Tuesday, April 06, 2010
Vendors at One of a Kind Craft Show may benefit from a social media 101
I went to the One of a Kind Spring Show and Sale on Sunday for the first time in years.
As expected, lots had changed – newish venue – the Direct Energy Centre is a terrific spot with lots of room for people to move around. Exhibitors have enough room to really strut their stuff. I liked the smaller kiosks featuring first-time exhibitors too.
There was the usual – jewelry, home decor, photography, paintings, accessories, clothing and food and the unusual – decorative bowls made out of real fruits and vegetables (can you see the carrot slices above?). I liked the focus on green and sustainable items too. There were lots of things – especially jewelry that were neither one-of-a-kind nor original.
Two things surprised me:
• Some vendors weren’t taking advantage of e-commerce and selling online. It’s a no-brainer to set up an Etsy shop.
• Many vendors didn’t like having pictures taken of their kiosk or creations
As for the latter, I can understand their concerns about being knocked off (see my earlier comment about the lack of originality). Some artists showed a distrust of prospective customers and/or fans. They wanted control of how their works would be photographed and shared. I tested the waters a bit. I took some photos without asking, some photos with asking, explained why I wanted to take photos and even offered to delete a photo – fortunately, no one demanded I delete any images. FYI, show organizers create displays throughout the venue and no one balks when pictures are taken.
Control isn’t just about the written message but about the visual one as well. One vendor/artist handed me his card and told me to use the images on the website – he wanted to have full control of any imagery of his work.
Unfortunately, these artists have no idea of the power of online word of mouth and how people will celebrate and share their work online. They didn’t seem to understand or care that I was helping them market their businesses. (For the record, I usually don’t use the fact that I blog to push my weight around. Domistyle Inc. was more than happy to accommodate my photo snapping. They were familiar with Bargainista too and found a new fan. Aren’t their aprons the cutest?)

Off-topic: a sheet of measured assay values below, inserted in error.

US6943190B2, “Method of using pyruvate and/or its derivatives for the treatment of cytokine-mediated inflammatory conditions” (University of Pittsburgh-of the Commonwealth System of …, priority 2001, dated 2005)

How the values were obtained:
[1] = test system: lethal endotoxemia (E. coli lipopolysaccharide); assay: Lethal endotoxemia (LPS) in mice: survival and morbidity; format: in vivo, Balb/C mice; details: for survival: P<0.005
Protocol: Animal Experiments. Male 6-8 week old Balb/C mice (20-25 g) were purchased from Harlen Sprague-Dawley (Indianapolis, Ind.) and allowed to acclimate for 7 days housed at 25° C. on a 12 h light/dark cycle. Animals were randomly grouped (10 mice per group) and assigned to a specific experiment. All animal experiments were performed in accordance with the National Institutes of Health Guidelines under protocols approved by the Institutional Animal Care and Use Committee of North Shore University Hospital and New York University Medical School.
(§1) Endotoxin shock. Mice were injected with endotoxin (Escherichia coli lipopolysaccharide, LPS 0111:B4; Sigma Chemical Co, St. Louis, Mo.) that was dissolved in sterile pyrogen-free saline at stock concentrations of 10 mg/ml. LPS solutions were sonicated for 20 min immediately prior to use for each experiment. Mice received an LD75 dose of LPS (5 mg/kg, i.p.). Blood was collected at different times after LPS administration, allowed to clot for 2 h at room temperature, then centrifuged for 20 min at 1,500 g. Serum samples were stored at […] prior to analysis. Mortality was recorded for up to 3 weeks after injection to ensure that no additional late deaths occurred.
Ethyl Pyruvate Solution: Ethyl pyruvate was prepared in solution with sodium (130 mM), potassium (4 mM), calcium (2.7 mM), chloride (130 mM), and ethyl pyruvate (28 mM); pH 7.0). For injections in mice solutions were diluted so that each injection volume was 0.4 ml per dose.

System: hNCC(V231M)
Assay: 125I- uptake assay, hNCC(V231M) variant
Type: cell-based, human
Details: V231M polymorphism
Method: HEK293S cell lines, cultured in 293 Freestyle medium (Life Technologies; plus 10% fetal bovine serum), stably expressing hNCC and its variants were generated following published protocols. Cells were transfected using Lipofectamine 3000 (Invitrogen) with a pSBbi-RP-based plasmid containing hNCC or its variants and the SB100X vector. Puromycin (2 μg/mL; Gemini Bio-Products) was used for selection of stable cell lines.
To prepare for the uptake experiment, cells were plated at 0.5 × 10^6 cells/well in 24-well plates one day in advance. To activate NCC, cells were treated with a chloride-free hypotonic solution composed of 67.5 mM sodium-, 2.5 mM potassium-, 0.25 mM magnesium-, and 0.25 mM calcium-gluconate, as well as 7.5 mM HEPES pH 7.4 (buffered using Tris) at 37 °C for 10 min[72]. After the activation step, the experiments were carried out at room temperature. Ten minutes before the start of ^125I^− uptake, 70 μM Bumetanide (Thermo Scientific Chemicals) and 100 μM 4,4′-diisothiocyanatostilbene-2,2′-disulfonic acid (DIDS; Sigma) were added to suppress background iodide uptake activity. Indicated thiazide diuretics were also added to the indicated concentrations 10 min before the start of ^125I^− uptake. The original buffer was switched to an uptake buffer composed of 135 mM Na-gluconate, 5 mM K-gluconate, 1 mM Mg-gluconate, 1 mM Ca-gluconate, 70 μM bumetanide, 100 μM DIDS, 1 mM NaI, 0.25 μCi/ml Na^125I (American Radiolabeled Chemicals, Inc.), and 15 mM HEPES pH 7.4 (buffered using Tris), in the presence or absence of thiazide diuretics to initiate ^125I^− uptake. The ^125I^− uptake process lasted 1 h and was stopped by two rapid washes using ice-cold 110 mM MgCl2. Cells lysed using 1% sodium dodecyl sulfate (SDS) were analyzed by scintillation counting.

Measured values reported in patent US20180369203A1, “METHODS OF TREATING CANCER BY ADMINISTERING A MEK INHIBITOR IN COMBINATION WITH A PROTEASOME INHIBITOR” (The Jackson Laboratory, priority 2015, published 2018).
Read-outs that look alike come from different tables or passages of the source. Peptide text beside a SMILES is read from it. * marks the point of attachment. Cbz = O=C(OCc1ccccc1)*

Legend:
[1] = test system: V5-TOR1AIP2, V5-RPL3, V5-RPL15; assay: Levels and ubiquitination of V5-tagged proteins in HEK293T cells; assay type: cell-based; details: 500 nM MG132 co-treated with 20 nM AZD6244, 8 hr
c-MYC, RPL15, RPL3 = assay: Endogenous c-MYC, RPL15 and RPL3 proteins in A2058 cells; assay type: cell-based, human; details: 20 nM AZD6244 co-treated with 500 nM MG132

One suggestion I have for the One of a Kind organizers next fall is to help educate the exhibitors teach them the power organic, online marketing and social networking has in driving awareness and sales.
As for retail stores, it used to be you couldn’t take any pictures inside. These days, retailers are softening up although I often ask for permission when inside since they own/lease the property. I don’t pay to be there so I feel the need to be respectful.
When at the One of a Kind or another show where I’m paying to attend, the vendors are being giving access to potential customers who otherwise would never see their skills and craftsmanship, I feel I have more of a right to create a journal (text or photo) of my experience.
What do you think? Are bloggers and/or other online content creators wrong to think they can photograph when the inspiration strikes? Do we need to ask permission first? Am I missing the mark and should I be asking permission before taking any photos?